Because I’ve decided to focus on baking this month, I flipped through one of the new books I recently received: Samantha Seneviratne’s gorgeous The New Sugar and Spice: A Recipe for Bolder Baking. A paragraph in the introduction resonated with me:

“Homemade desserts have a big job: they carry messages to important people. We bake them with the people we love. We share them with the people we love. We eat them with the people we love. But these days, we are told over and over again that one of the principal ingredients of dessert is deadly.”

I think this has become my problem with baking: If you offer someone a kale chip or something “healthy,” it feels overly virtuous, maybe even judgmental. A homemade cookie, however, seems nuturing, even if, as she writes, “Some doctors claim that sugar should be grouped with cigarettes and alcohol as a harmful, addictive substance.”

Sam’s solution is to keep desserts as a celebratory, indulgent part of life and to make them more memorable with the generous and intriguing use of spice. Sounds good to me!

Toward the back of the book, I spotted the Pear Tarte Tatin with Anise Seed Caramel. Tarte tatin is kind of like an upside down cake in pie form. Best of all, the tarte is made in a skillet, which somehow feels less stressful to this reluctant baker because I’m not really baking when I’m using a frying pan, right? It was a perfect non-pie pie to celebrate.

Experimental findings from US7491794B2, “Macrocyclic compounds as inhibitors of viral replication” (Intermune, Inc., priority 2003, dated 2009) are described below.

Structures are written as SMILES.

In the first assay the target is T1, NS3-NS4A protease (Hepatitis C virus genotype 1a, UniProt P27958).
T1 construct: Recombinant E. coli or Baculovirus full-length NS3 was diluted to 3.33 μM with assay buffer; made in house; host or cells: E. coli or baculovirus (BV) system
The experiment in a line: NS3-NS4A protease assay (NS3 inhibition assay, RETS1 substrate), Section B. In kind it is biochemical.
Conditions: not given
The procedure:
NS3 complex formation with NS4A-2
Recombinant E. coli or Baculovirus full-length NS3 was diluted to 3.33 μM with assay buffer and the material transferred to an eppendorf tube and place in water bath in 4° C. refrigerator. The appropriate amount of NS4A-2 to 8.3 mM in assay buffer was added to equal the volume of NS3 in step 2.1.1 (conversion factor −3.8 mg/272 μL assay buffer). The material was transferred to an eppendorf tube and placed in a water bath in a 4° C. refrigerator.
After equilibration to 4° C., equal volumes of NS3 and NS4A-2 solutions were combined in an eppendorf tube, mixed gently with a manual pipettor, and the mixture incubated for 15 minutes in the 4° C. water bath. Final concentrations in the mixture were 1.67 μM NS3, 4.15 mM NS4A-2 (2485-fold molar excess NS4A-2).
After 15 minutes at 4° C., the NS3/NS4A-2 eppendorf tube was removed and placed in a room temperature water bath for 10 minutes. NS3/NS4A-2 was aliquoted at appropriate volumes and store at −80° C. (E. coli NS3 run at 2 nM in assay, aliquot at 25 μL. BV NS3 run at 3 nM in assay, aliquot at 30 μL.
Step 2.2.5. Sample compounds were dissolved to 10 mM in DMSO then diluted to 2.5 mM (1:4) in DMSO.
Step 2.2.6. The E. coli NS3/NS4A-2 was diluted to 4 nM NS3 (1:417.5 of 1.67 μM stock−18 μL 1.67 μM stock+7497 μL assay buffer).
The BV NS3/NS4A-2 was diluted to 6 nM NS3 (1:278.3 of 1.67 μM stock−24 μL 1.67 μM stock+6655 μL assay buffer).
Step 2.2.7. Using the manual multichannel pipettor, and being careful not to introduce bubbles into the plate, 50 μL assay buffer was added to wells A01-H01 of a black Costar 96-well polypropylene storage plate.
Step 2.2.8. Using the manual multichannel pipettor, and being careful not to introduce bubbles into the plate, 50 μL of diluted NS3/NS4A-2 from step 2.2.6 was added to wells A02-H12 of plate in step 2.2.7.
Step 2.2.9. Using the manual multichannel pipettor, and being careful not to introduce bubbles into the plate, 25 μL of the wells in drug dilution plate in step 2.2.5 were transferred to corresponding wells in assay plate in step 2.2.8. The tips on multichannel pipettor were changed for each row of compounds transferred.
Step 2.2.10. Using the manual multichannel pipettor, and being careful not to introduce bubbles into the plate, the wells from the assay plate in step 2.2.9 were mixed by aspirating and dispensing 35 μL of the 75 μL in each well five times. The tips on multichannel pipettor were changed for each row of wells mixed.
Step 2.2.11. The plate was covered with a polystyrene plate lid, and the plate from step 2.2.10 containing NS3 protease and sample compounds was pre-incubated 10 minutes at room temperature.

Following the recipe was a cinch: Sam writes clearly with lots of great coaching along the way. For example, when you’re first making the caramel, she writes, “Don’t worry if the caramel separates. Once you add the pears, it will smooth out again.” Phew!

I will admit that—through no fault of the recipe—I chickened out when finishing up the caramel. She says to wait until the caramel turns a deep amber, and I pulled it when it was closer to the color of honey, or somewhere between light and medium amber, if you want to be technical. I learned a lesson: Don’t be afraid to take the caramel to the brink, especially when sweet pears are involved!

The resulting tart was delicious, but that little bit of complex caramelly bitterness would have made it even better. No matter: With Champagne, it was perfect. (Because everything with Champagne is, isn’t it?) continue reading